It’s been eight years since Lisbeth Salander last surfaced on the big screen as part of a big English-language adaptation of The Girl with the Dragon Tattoo. Now she’s back in The Girl in the Spider’s Web (in theaters November 9; tickets now on sale) – this time portrayed by The Crown actress Claire Foy – in a more explosive story that centers on Salander and the complicated history she has with her own family.
Lisbeth is unlike any character Foy has played before, and according to director Fede Alvarez, part of why they cast her was because of that: she wasn't who you'd expect. For Foy, who spoke exclusively to Fandango about taking on such an iconic role, there was a lot about Lisbeth that intrigued her. "She's the kind of character who stays with you," Foy said. "You know how if you really like something, you can't stop thinking about it? I think I was really interested in her vulnerability and the idea that her subconscious was driving her all of the time and that there was deep, deep, deep pain in her past that she hadn't quite faced."
Below, we chat with Foy about how she Lisbeth has evolved since the last time we saw her on screen, as well as future sequels, swiping a biker jacket from set and exactly how long it takes to put on that dragon tattoo.
Fandango: When did Lisbeth first enter your life? Had you read the book or watched one of the earlier movies?
Claire Foy: I read all the books, so it must've been about ten years ago, maybe. Right when this movie came out, maybe ... no, about twelve years ago. I read those books, and I loved them, and then the Swedish movies came out quite soon after, and I watched them all. I just thought they were amazing. I thought they were so ... She was such a fascinating character and the intrigue, and I just found her really compelling. Then also with the U.S. version with Rooney Mara, and I watched that. Then this came along.
Fandango: Did you think at that time that this would be a great character to play? Did that cross your mind at all?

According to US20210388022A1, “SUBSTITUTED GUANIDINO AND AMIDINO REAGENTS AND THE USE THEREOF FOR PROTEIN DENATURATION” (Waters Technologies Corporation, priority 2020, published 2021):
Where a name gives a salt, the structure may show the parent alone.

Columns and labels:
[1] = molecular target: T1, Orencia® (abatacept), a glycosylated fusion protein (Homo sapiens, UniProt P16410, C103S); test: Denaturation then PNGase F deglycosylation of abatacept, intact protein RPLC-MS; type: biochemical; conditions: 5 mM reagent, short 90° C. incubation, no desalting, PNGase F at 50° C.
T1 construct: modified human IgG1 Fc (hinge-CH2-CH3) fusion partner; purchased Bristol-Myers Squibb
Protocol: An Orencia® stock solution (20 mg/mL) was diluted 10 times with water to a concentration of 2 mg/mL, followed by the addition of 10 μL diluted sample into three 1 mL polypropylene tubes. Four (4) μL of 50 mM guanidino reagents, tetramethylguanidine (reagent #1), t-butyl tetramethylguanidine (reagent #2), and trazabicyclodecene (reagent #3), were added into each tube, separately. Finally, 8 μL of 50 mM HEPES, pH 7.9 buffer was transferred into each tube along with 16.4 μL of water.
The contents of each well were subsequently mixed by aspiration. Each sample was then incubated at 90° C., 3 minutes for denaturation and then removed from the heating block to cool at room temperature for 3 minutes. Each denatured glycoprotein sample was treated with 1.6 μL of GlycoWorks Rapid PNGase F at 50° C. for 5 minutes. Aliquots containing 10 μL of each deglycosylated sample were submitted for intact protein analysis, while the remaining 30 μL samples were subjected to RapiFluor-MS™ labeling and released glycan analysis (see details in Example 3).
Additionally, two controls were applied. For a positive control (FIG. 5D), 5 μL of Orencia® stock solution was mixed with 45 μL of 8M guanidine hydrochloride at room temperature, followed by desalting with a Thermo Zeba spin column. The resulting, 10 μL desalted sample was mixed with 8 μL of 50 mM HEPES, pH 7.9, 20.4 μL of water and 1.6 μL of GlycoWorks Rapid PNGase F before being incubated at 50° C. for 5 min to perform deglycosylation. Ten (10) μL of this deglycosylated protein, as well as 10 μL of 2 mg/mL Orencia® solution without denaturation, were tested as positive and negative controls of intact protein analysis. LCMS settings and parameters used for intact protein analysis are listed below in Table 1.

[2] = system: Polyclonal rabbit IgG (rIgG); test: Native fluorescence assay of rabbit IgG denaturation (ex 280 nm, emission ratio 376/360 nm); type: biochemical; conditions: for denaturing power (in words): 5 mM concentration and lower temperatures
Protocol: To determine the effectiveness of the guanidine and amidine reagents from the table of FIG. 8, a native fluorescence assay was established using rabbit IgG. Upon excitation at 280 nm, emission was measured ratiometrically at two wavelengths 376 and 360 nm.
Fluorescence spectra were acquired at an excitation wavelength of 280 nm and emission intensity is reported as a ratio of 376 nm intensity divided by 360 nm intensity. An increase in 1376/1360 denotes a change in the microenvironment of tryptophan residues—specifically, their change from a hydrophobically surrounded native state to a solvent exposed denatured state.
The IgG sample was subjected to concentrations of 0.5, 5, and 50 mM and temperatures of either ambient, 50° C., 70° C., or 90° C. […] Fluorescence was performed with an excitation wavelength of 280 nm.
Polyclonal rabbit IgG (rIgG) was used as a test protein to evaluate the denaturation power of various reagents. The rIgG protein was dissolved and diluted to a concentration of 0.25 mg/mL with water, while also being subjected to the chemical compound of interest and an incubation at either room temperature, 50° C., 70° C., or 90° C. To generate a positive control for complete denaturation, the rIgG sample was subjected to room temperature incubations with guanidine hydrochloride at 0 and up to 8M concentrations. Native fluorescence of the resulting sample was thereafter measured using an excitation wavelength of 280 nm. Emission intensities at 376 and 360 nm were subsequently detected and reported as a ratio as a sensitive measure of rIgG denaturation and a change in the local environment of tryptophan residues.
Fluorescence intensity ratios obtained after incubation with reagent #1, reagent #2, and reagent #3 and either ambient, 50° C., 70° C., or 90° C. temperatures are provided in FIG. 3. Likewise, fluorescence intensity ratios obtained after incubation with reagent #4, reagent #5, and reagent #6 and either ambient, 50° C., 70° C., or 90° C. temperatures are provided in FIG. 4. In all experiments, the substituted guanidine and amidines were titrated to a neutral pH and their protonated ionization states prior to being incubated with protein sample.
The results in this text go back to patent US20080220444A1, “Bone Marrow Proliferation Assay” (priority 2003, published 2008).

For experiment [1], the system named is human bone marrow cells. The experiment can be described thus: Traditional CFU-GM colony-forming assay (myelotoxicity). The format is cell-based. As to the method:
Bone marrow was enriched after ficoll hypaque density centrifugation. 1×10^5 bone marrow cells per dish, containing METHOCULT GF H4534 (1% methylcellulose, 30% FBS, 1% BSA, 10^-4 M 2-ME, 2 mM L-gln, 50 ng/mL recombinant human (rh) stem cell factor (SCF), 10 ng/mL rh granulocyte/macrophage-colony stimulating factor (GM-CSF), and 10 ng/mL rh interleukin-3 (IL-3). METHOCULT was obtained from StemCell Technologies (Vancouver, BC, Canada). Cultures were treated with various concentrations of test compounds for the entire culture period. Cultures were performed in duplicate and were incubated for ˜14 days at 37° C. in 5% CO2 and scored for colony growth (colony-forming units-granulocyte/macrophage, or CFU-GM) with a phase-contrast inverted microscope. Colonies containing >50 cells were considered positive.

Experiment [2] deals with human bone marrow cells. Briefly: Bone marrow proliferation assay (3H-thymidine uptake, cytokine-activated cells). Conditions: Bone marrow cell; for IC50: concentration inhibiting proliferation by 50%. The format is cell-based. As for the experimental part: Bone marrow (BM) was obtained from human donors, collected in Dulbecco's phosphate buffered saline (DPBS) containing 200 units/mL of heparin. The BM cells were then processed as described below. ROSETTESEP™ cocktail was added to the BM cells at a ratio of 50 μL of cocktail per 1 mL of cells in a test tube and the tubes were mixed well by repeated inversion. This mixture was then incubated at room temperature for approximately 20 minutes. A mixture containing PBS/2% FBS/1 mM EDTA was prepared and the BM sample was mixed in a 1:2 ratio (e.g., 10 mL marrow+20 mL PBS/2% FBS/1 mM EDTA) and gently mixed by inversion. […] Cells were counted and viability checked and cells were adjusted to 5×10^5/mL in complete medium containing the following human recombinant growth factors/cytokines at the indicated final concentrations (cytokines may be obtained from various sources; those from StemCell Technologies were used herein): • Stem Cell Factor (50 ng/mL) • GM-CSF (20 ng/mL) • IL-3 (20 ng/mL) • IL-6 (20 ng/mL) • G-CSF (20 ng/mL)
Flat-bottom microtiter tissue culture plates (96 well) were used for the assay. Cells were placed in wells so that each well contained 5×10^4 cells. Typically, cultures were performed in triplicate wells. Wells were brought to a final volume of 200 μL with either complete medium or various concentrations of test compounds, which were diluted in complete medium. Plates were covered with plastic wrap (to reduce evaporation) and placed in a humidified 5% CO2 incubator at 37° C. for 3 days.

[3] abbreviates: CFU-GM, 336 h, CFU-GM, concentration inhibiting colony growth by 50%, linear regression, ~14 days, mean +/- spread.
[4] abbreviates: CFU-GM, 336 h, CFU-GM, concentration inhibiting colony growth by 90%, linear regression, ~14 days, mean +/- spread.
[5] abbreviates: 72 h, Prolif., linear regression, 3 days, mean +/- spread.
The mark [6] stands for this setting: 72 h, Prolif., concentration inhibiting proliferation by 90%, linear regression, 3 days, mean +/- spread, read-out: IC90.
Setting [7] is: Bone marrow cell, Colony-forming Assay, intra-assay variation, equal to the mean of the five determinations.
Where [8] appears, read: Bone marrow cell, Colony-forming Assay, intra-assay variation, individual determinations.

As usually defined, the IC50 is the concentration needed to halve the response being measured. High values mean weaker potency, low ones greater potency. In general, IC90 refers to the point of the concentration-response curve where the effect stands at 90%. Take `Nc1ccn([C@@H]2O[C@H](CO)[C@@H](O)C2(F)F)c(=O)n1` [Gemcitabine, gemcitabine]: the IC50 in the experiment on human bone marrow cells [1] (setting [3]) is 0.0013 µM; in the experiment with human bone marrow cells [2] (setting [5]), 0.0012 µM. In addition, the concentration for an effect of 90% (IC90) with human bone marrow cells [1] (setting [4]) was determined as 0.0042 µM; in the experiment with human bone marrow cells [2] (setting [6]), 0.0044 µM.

Claire Foy: No. I think it's very difficult watching those movies to think that. I think the performance is so incredible that you just believe those women completely, utterly.
Fandango: What was the central attraction for you when it came to playing Lisbeth? Was it because it was so different from anything that you'd played before, or was it something else?
Claire Foy: There's a lot about her that I recognized. There's a lot of her that I thought I wanted to investigate. She's the kind of character who stays with you. You know how if you really like something, you can't stop thinking about it? I think I was really interested in her vulnerability and the idea that her subconscious was driving her all of the time and that there was deep, deep, deep pain in her past that she hadn't quite faced.
Fandango: Was there anything unique or unexpected that you did in order to prepare to play her? Did you watch anything or read anything or listen to anything specific?
Claire Foy: I tried to find as many firsthand accounts of things that she'd been through, which is obviously very difficult, because what she's been through is so traumatic. The books, for me, were the main resource. I read them over and over again. I find it interesting rereading them as I was trying to, you know, dissect them and dissect her, as opposed to just as a reader. That was kind of fascinating to me to do that. And yeah, there was a lot of accent work and physical training into it, as well.
Fandango: Speaking of the physical training, how would you say Lisbeth has evolved since we last saw her in The Girl with the Dragon Tattoo? She is definitely more physical than she was in that movie.